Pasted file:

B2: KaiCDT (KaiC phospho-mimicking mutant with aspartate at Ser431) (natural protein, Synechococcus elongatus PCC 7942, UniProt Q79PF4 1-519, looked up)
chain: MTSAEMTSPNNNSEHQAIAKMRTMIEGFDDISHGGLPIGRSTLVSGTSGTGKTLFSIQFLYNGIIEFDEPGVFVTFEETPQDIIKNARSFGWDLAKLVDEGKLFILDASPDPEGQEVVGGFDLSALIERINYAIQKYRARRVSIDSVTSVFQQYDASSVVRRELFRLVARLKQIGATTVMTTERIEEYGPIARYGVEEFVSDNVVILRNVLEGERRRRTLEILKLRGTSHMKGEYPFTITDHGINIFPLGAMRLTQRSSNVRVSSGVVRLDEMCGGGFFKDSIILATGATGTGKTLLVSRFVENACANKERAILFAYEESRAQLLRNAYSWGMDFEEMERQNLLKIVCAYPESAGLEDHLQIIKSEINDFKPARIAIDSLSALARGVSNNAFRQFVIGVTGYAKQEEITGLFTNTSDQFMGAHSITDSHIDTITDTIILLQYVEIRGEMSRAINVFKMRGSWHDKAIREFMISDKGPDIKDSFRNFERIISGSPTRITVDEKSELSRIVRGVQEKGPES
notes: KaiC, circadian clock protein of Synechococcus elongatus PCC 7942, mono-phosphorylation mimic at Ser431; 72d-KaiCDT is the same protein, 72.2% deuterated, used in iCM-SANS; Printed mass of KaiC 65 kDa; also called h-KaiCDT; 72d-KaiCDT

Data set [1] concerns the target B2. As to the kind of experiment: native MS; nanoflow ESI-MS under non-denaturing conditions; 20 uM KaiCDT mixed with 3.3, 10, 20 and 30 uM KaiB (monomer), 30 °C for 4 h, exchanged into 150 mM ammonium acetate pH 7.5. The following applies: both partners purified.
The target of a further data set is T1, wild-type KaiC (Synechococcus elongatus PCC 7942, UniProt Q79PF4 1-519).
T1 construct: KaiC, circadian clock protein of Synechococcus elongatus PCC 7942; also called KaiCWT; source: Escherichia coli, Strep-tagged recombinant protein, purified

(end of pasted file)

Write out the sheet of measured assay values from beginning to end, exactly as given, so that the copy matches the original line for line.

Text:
B2: KaiCDT (KaiC phospho-mimicking mutant with aspartate at Ser431) (natural protein, Synechococcus elongatus PCC 7942, UniProt Q79PF4 1-519, looked up)
chain: MTSAEMTSPNNNSEHQAIAKMRTMIEGFDDISHGGLPIGRSTLVSGTSGTGKTLFSIQFLYNGIIEFDEPGVFVTFEETPQDIIKNARSFGWDLAKLVDEGKLFILDASPDPEGQEVVGGFDLSALIERINYAIQKYRARRVSIDSVTSVFQQYDASSVVRRELFRLVARLKQIGATTVMTTERIEEYGPIARYGVEEFVSDNVVILRNVLEGERRRRTLEILKLRGTSHMKGEYPFTITDHGINIFPLGAMRLTQRSSNVRVSSGVVRLDEMCGGGFFKDSIILATGATGTGKTLLVSRFVENACANKERAILFAYEESRAQLLRNAYSWGMDFEEMERQNLLKIVCAYPESAGLEDHLQIIKSEINDFKPARIAIDSLSALARGVSNNAFRQFVIGVTGYAKQEEITGLFTNTSDQFMGAHSITDSHIDTITDTIILLQYVEIRGEMSRAINVFKMRGSWHDKAIREFMISDKGPDIKDSFRNFERIISGSPTRITVDEKSELSRIVRGVQEKGPES
notes: KaiC, circadian clock protein of Synechococcus elongatus PCC 7942, mono-phosphorylation mimic at Ser431; 72d-KaiCDT is the same protein, 72.2% deuterated, used in iCM-SANS; Printed mass of KaiC 65 kDa; also called h-KaiCDT; 72d-KaiCDT

Data set [1] concerns the target B2. As to the kind of experiment: native MS; nanoflow ESI-MS under non-denaturing conditions; 20 uM KaiCDT mixed with 3.3, 10, 20 and 30 uM KaiB (monomer), 30 °C for 4 h, exchanged into 150 mM ammonium acetate pH 7.5. The following applies: both partners purified.
The target of a further data set is T1, wild-type KaiC (Synechococcus elongatus PCC 7942, UniProt Q79PF4 1-519).
T1 construct: KaiC, circadian clock protein of Synechococcus elongatus PCC 7942; also called KaiCWT; source: Escherichia coli, Strep-tagged recombinant protein, purified